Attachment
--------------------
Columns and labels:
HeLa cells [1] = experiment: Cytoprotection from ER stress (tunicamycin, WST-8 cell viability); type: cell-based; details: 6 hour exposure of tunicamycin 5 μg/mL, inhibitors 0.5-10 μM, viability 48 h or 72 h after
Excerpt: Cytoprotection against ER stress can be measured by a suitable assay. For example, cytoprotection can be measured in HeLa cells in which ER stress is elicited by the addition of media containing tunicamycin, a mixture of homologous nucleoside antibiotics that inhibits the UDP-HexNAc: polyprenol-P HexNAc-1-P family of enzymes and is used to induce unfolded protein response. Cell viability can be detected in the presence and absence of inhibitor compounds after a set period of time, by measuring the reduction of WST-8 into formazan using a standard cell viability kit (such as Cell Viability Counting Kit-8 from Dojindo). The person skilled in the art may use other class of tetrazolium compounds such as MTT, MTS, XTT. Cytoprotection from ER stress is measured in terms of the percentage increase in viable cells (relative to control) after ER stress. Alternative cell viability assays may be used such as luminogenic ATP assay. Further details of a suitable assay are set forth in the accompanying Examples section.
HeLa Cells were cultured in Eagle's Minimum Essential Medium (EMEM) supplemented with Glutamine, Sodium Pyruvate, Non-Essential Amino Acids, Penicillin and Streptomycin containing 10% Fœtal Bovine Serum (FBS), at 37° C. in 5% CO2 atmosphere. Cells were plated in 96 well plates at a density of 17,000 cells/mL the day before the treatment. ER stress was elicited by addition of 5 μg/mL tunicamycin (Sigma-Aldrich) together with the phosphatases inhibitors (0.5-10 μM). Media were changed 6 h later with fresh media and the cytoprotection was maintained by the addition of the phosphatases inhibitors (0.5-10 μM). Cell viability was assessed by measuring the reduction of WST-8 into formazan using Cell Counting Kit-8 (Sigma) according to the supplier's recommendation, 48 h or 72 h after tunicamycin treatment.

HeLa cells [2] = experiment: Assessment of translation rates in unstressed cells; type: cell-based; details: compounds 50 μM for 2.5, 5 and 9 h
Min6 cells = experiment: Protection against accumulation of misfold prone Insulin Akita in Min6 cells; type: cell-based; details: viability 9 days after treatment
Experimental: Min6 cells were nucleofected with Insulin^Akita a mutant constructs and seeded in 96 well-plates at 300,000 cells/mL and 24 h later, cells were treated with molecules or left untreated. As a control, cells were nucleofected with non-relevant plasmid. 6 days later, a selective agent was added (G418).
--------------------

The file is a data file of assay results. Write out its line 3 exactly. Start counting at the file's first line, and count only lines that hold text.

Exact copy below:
Excerpt: Cytoprotection against ER stress can be measured by a suitable assay. For example, cytoprotection can be measured in HeLa cells in which ER stress is elicited by the addition of media containing tunicamycin, a mixture of homologous nucleoside antibiotics that inhibits the UDP-HexNAc: polyprenol-P HexNAc-1-P family of enzymes and is used to induce unfolded protein response. Cell viability can be detected in the presence and absence of inhibitor compounds after a set period of time, by measuring the reduction of WST-8 into formazan using a standard cell viability kit (such as Cell Viability Counting Kit-8 from Dojindo). The person skilled in the art may use other class of tetrazolium compounds such as MTT, MTS, XTT. Cytoprotection from ER stress is measured in terms of the percentage increase in viable cells (relative to control) after ER stress. Alternative cell viability assays may be used such as luminogenic ATP assay. Further details of a suitable assay are set forth in the accompanying Examples section.